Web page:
CD: Golden Child, The (1986)

September 24, 2011 | By

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Rating: Very Good

Label: La-La Land Records/ Released: July 12, 2011

Tracks & Album Length: CD1: 25 tracks / (77:14) + CD2: 23 tracks / (58:07) + CD3: 9 tracks / (30:17)


Special Notes: 28-page colour booklet with liner notes by Jon Burlingame / Limited to 5000 copies.


Composers: John Barry, Michel Colombier




Like La-La Land’s decision to release a 3-disc set for Basil Poledouris’ dual Breakdown [M] (1997) scores, this monster set boasts several hours of music, but more importantly, it gathers together two distinct scores, of which one was largely used in the final release version.

Jon Burlingame’s liner notes detail the troubled production which, incredibly, became a box office hit after scenes were trimmed, cut, and reshot, and John Barry’s music score was replaced in favour of a new work by Michel Colombier.

Replacing a score has tended to be Hollywood’s solution to last-minute problem solving when a film tests poorly with audiences, but in hearing the two scores back-to-back, it does become obvious Barry’s approach went against the film’s tone as it evolved into a more urban-styled comedy.

Barry stuck with a big orchestral sound, and unfortunately, sections of his cues tend to loop the same material, such as the flaring brass in “The Child is Taken,” which becomes the score’s tense action theme and is heard far too often in the longer cues with little variation.

Barry was asked to rescore the picture after the film’s editing had been locked, but in addition to scheduling issues, one suspects the composer had little desire to revisit and overhaul an approach he felt was correct. The descending figure first heard in “2M1” (most of his cues lack formal titles) is quite arresting, and it’s unsurprising it formed the basis of a love theme, performed by his trademark combo of sultry sax and lush strings. Barry also integrates the theme into several elegant mystical variations, and the use of eerie wordless chorals transport the listener into a dim, ancient world where magic and tradition will clash with modern sensibilities once the film’s titular golden child is taken to the big city.

The composer also makes use of some jazz – “Puttin’ on the Ritz” appears in a short big band variation that was actually retained in the film’s final mix – and there’s the pop / rock theme song he co-composed with Ann Wilson that adds some contrast to his epic orchestral approach. Fans will undoubtedly notice some similarities to prior Barry scores, including the eerie chorals (Lion in Winter), and the elliptical strings and harmonic structure of trumpet figures that evoke some of the grandeur in The Living Daylights (1987), and The Black Hole (1979).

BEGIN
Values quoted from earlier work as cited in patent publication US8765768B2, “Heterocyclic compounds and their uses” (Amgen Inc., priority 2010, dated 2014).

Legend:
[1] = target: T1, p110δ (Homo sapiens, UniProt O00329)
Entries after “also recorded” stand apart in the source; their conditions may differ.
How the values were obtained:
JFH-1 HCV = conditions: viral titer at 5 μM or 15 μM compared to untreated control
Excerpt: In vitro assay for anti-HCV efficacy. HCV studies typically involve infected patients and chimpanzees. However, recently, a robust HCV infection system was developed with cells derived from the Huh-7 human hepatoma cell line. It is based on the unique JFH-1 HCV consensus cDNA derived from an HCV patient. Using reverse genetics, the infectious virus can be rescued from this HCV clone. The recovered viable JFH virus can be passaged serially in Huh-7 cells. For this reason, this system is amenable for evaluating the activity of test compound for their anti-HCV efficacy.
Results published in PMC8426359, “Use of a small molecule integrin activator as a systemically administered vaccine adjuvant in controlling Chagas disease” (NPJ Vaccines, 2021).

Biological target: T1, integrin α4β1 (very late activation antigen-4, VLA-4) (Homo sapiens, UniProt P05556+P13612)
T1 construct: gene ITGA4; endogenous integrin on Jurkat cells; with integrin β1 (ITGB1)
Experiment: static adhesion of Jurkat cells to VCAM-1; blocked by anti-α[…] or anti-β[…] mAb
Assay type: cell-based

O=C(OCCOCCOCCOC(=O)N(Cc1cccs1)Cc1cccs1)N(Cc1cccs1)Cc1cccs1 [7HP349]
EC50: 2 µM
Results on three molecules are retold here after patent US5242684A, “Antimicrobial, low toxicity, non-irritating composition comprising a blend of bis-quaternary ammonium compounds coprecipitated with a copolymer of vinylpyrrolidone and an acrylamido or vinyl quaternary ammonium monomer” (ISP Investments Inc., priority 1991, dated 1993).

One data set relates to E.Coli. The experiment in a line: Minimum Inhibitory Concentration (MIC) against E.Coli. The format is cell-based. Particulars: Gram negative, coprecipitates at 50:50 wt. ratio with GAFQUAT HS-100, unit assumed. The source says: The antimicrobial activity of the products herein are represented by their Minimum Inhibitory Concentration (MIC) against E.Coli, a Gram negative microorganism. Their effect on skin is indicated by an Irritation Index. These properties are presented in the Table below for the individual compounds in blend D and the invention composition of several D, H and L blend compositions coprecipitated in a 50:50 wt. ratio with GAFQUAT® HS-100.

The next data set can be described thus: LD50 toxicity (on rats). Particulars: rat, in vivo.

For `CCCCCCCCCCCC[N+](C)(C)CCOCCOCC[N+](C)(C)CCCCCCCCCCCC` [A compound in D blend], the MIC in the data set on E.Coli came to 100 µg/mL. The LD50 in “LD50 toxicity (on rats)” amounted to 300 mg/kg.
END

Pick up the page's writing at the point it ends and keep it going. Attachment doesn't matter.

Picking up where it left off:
When Colombier was brought to the film, the results were the polar opposite of Barry’s style: rock synth, with sampled ethnic flutes, electrified keyboards, and rock-oriented melodies. Ambient synths were used for haunting moments, and drums and electric guitar immediate gave scenes a tougher edge. Mystique was put into the back row, and up front were rhythm and accessible sounds that also enabled the filmmakers to easily slide in source songs by contemporary artists.

Little of Colombier’s work – in complete form – actually exists on CD, so while Barry fans will relish the chance to hear one of the composer’s legendary rejected scores, fans of eighties electronica can enjoy a full Colombier score. Most of the Colombier’s work within the action (Deep Cover) and comedy genres (Down and Out in Beverly Hills) was designed to slide in and out of scenes, glide around songs, and rarely stayed around long enough unless there was a montage which he was allowed to exclusively score, so La-La Land’s set fulfills the dreams of two distinct film music camps.

Colombier’s cues make use of less elaborate instrumentation, and not unlike Barry, he also repeats themes and motifs within cues; in a standard Eddie Murphy film, the jokes and Murphy’s reaction shots were king, perhaps mandating a less sophisticated score design. The music was also supposed to make audiences ‘feel good,’ although like the Barry score, Colombier’s design does meander at times on CD.

Strangely, the filmmakers felt both composers offered the film some good musical ideas, so in a rare pick & choose move (and not unlike the retention of Michael Kamen’s handful of cues in the otherwise Mark Mancina-scored Assassins [M]), the final film contained a few of Barry’s cues.

While a pastiche, one can see why the producers held on to some of Barry’s themes: they provided brief moments of genuine character intimacy, which doesn’t really come through in Colombier’s score (the super-brief “Kee nang Offers Herself” excepted).

The mish-mash of dual scores and source songs formed the basis of the commercial soundtrack album, which fans had to settle with for 25 years. This 3-disc set could be seen as an extravagance, but why not do the effort and do things right by making sure for posterity, if not the composers’ own legacies, that each creative vision can be examined in full?

This 3-disc set includes the two scores, additional unreleased cues, and songs used in the film and released on LP back in 1986. Burlingame’s liner notes give an excellent background to the film’s production and scoring woes, and he balances the pros and cons within each score.



© 2011 Mark R. Hasan


External References:

IMDB: Barry / Colombier Soundtrack Album — Composer Filmography: Barry / Colombier


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